This book traces connections between Georgic verse and developments in other spheres from the late seventeenth to the early nineteenth centuries: the mediation of perception by scientific instruments, of events by newspapers, of knowledge by the feelings, of the past by narrative. Kevis Goodman argues that because of the Georgic's concern for the transmission of knowledge and the extension of the senses over time and space, the verse of this period, far from burying history in nature (a position more often associated with Romanticism), instead presents new ways of perceiving history in terms of sensation. In this way Goodman opens up the subject of Georgic to larger areas of literary and cultural study including the history of the feelings and the prehistory of modern media concerns in relation to print culture and early scientific technology.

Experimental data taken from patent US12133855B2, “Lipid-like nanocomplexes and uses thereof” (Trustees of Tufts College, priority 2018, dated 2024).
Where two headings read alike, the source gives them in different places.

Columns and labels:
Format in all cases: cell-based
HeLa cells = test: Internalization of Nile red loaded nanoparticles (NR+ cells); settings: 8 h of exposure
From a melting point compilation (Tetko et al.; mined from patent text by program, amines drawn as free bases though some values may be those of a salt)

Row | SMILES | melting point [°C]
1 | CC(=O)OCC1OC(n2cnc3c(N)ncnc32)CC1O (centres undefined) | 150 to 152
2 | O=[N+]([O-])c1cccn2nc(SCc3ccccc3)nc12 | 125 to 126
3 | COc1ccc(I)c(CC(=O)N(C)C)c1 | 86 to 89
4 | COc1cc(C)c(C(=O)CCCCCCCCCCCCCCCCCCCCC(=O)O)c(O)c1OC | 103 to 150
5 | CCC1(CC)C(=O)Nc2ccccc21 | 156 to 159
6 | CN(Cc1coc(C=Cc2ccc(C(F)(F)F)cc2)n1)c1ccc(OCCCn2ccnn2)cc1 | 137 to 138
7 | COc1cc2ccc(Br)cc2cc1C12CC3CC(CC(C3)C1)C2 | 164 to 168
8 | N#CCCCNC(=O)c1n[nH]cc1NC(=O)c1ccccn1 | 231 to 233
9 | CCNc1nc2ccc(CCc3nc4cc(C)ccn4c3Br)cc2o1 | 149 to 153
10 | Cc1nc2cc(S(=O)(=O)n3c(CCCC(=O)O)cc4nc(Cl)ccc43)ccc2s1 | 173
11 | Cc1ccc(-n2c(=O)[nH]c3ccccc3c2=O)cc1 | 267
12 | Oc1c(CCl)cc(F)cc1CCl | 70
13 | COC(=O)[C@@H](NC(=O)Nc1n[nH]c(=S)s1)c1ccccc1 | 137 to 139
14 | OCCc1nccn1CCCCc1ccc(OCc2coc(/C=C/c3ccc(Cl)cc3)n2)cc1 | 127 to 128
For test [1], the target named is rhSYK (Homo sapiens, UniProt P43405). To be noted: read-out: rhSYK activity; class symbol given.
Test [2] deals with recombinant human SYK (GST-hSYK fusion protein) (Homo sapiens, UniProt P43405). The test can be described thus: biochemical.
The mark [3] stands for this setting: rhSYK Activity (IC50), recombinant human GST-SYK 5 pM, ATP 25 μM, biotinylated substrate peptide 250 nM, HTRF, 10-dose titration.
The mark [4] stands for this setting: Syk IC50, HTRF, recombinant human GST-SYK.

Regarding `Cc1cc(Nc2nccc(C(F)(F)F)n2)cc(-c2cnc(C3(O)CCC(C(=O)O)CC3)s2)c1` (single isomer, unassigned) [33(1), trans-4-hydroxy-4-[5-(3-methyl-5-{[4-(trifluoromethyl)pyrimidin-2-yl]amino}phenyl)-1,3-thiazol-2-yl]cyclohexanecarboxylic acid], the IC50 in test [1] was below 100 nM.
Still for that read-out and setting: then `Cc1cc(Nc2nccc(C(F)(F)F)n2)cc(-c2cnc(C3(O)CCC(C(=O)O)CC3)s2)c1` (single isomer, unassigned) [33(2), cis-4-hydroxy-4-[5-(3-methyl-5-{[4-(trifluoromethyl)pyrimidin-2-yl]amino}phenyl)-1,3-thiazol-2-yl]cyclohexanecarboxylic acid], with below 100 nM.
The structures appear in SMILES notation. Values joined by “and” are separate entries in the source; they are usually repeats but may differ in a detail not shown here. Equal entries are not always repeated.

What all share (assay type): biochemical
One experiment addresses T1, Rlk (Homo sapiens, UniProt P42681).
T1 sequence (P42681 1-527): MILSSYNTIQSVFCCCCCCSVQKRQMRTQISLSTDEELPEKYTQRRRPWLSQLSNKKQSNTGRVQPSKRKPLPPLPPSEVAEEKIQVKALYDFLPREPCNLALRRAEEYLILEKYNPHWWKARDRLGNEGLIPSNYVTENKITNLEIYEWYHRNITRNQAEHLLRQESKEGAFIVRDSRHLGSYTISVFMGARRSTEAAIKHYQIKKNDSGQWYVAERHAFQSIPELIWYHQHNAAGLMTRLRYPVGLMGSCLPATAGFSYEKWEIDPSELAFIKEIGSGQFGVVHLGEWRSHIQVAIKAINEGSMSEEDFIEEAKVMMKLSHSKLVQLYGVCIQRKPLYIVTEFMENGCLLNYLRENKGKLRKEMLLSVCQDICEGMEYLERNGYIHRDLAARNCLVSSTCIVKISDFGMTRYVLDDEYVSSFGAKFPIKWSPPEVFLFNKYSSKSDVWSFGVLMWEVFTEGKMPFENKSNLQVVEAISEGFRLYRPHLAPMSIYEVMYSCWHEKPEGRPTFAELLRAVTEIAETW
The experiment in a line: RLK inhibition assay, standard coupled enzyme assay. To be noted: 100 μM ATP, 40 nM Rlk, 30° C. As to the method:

Binder1 page 033 500
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